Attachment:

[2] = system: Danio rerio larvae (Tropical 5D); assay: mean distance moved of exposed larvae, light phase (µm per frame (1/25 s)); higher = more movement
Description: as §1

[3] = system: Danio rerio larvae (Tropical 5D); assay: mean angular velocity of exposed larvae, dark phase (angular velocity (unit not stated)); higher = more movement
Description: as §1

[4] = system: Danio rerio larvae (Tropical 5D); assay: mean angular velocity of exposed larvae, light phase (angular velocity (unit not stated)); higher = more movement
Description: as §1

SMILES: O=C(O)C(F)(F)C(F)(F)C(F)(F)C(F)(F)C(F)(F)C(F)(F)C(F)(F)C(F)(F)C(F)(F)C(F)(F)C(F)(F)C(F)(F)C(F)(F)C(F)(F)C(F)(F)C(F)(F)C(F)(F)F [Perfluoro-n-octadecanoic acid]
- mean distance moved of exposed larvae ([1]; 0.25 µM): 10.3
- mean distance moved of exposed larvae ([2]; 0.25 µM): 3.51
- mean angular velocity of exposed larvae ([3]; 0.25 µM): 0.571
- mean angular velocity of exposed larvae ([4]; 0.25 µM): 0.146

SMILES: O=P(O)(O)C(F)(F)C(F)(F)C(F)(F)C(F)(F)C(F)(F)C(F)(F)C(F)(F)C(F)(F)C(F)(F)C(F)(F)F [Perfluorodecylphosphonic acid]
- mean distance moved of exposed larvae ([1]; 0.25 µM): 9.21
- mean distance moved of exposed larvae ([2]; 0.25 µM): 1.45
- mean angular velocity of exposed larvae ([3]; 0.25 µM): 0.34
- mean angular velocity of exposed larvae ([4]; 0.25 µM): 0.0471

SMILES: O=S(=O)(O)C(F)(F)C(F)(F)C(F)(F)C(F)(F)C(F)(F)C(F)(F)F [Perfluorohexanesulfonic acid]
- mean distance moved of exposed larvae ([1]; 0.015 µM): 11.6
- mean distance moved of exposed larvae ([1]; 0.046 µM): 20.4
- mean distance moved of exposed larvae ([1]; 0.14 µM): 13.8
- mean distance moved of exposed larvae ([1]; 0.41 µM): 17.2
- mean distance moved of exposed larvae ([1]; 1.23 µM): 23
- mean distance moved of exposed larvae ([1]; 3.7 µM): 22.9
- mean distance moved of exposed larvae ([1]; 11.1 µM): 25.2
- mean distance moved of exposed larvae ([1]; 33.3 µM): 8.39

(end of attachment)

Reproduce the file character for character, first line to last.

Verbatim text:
[2] = system: Danio rerio larvae (Tropical 5D); assay: mean distance moved of exposed larvae, light phase (µm per frame (1/25 s)); higher = more movement
Description: as §1

[3] = system: Danio rerio larvae (Tropical 5D); assay: mean angular velocity of exposed larvae, dark phase (angular velocity (unit not stated)); higher = more movement
Description: as §1

[4] = system: Danio rerio larvae (Tropical 5D); assay: mean angular velocity of exposed larvae, light phase (angular velocity (unit not stated)); higher = more movement
Description: as §1

SMILES: O=C(O)C(F)(F)C(F)(F)C(F)(F)C(F)(F)C(F)(F)C(F)(F)C(F)(F)C(F)(F)C(F)(F)C(F)(F)C(F)(F)C(F)(F)C(F)(F)C(F)(F)C(F)(F)C(F)(F)C(F)(F)F [Perfluoro-n-octadecanoic acid]
- mean distance moved of exposed larvae ([1]; 0.25 µM): 10.3
- mean distance moved of exposed larvae ([2]; 0.25 µM): 3.51
- mean angular velocity of exposed larvae ([3]; 0.25 µM): 0.571
- mean angular velocity of exposed larvae ([4]; 0.25 µM): 0.146

SMILES: O=P(O)(O)C(F)(F)C(F)(F)C(F)(F)C(F)(F)C(F)(F)C(F)(F)C(F)(F)C(F)(F)C(F)(F)C(F)(F)F [Perfluorodecylphosphonic acid]
- mean distance moved of exposed larvae ([1]; 0.25 µM): 9.21
- mean distance moved of exposed larvae ([2]; 0.25 µM): 1.45
- mean angular velocity of exposed larvae ([3]; 0.25 µM): 0.34
- mean angular velocity of exposed larvae ([4]; 0.25 µM): 0.0471

SMILES: O=S(=O)(O)C(F)(F)C(F)(F)C(F)(F)C(F)(F)C(F)(F)C(F)(F)F [Perfluorohexanesulfonic acid]
- mean distance moved of exposed larvae ([1]; 0.015 µM): 11.6
- mean distance moved of exposed larvae ([1]; 0.046 µM): 20.4
- mean distance moved of exposed larvae ([1]; 0.14 µM): 13.8
- mean distance moved of exposed larvae ([1]; 0.41 µM): 17.2
- mean distance moved of exposed larvae ([1]; 1.23 µM): 23
- mean distance moved of exposed larvae ([1]; 3.7 µM): 22.9
- mean distance moved of exposed larvae ([1]; 11.1 µM): 25.2
- mean distance moved of exposed larvae ([1]; 33.3 µM): 8.39